tired of effects that are too much or too boring? racks are the answer to all your problems. if you're using ableton you're no doubt duly familiar with macros, device groups, and the like. but as it's possible for some features or uses to pass any user of any program by, I'd like to cover two special applications for ableton's audio effect rack. also, see the bottom of the article for a download based on these concepts.
let's say we have a delay on our track. digital delays are notoriously bland because they create too-perfect copies that can be far too cutting in a mix. but pushing it back with a reverb or filtering the track isn't the answer, as you still want your instrument up front and fully audible. let's look at how to set up your rack so that you only affect the delay.
- start by grouping your effect (cmd + g) and creating a new chain by right clicking in the empty space below the delay's. rename these wet and dry for reference.
- make your effect fully wet if you haven't already
- now highlight both chains and drag out that little blue bar beside them. once the blues are fully extended, look for the even smaller bar above them (some squinting required). drag the wet's lighter, smaller bar to the right and the dry's all the way to the left.
- finally, right click the orange bar at the top of the device and select a macro to map it to
now we have a dry wet knob! I know, we're back to the beginning, so what's the point? well, not all effects have dry/wet built into them and now you can. this is an effective method for the famous parallel compression technique that is become so ubiquitous because now any compressor can be parallel processed without much fuss.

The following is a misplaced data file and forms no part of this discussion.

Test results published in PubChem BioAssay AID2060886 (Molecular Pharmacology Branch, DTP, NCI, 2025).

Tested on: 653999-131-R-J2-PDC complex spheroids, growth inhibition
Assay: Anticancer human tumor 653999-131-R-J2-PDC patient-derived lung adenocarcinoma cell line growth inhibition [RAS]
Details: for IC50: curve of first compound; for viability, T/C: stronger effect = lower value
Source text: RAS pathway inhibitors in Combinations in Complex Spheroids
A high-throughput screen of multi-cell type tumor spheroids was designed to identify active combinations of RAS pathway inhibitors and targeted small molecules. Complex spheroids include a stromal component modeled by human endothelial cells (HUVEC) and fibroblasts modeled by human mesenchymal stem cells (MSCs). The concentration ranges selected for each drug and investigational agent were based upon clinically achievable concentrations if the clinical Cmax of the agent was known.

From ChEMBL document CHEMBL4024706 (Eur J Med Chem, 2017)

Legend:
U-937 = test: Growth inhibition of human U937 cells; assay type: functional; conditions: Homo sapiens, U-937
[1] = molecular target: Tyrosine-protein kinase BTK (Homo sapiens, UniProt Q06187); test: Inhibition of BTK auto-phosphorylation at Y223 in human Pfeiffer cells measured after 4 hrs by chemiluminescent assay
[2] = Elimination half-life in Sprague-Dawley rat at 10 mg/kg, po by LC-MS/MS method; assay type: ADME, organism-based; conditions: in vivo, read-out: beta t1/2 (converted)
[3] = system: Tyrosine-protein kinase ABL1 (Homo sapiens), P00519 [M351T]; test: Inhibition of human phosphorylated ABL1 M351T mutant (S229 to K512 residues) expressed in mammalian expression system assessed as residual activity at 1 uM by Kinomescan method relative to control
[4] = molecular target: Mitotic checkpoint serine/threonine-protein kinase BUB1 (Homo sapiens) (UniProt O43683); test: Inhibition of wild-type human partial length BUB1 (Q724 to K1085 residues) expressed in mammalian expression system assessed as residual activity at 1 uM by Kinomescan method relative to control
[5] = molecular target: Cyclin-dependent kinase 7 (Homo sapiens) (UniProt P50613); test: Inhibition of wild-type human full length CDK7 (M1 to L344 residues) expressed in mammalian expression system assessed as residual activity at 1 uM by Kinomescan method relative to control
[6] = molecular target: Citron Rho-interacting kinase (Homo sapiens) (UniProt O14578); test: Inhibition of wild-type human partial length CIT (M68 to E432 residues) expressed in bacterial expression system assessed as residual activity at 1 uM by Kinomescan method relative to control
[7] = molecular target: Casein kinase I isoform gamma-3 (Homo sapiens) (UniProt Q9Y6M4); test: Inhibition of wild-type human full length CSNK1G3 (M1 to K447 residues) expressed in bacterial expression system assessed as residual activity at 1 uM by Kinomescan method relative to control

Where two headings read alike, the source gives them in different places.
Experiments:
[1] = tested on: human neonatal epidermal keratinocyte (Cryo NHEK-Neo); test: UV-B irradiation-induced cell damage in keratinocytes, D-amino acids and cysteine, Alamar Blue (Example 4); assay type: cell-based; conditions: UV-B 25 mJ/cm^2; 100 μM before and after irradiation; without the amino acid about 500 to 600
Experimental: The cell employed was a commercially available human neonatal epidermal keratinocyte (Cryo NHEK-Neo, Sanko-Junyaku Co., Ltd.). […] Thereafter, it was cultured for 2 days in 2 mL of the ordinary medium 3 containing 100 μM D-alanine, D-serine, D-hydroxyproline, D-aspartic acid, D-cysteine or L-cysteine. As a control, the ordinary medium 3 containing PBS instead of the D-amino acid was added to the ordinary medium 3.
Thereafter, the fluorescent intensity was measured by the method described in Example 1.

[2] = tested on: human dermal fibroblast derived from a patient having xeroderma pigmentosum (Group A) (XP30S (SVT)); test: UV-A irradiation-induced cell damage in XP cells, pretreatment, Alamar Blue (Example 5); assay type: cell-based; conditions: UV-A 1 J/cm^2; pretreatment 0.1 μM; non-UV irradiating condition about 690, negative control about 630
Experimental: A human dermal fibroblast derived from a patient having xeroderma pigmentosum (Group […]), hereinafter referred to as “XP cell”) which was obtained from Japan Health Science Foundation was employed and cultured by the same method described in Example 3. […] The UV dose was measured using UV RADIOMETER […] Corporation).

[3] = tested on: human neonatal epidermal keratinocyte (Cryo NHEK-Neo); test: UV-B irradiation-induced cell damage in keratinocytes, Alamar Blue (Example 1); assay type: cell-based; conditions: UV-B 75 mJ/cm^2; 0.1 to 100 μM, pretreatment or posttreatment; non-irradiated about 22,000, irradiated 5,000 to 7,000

the other benefit, of course, is now our effect is isolated and we can affect it separately from our dry source. with this delay, I add a reverb to shove it back a little bit so it isn't so present and the ambience is very pleasant.
it is true live's sends and returns allow you to do something similar, but using racks allows you to dial in on a case-by-case basis, necessary in cases like these where fine detail and nuance are everything.
I had previously suggested using the audio effect rack's default preset as a quick mid-side processor, but a generic dry/wet rack might be really handy. you can make it as above (just delete the delay) and simply save it as the default so that each time you add a rack from the effects browser you have a dual chain, dry/wet system already set up.
if you prefer, however, to have the patch immediately, I have the rack available for download, along with three basic takes on this concept you might find useful:
I've included an audio demo of each rack. for each sample, you will hear the dry source, the effect (dry), and finally the effects with the added goodies of the rack.
a somewhat heavy saturator, ready to mix in with filters and spread. also, tremolo and flanger for fun. notice how the demo drum loop is a little too thin. beef it up with the saturator and it becomes muddy. with the extra power of the effects on the saturator, it becomes much more clear by the end while maintaining its beef.
reverbs are a traditional subject for this technique, especially filtering and distorting them. this rack does just that and adds a tremolo and delay as well. listen to the sample how the final effect is much more interesting.
delays are another wonderful subject for this as well. some of the best-loved delays simply have interesting modulation built into them by design or as a side-effect. this rack lets you play with two kinds of modulation and of a filter for blending. also, of course, the reverb as shown in the tutorial.
again, download here.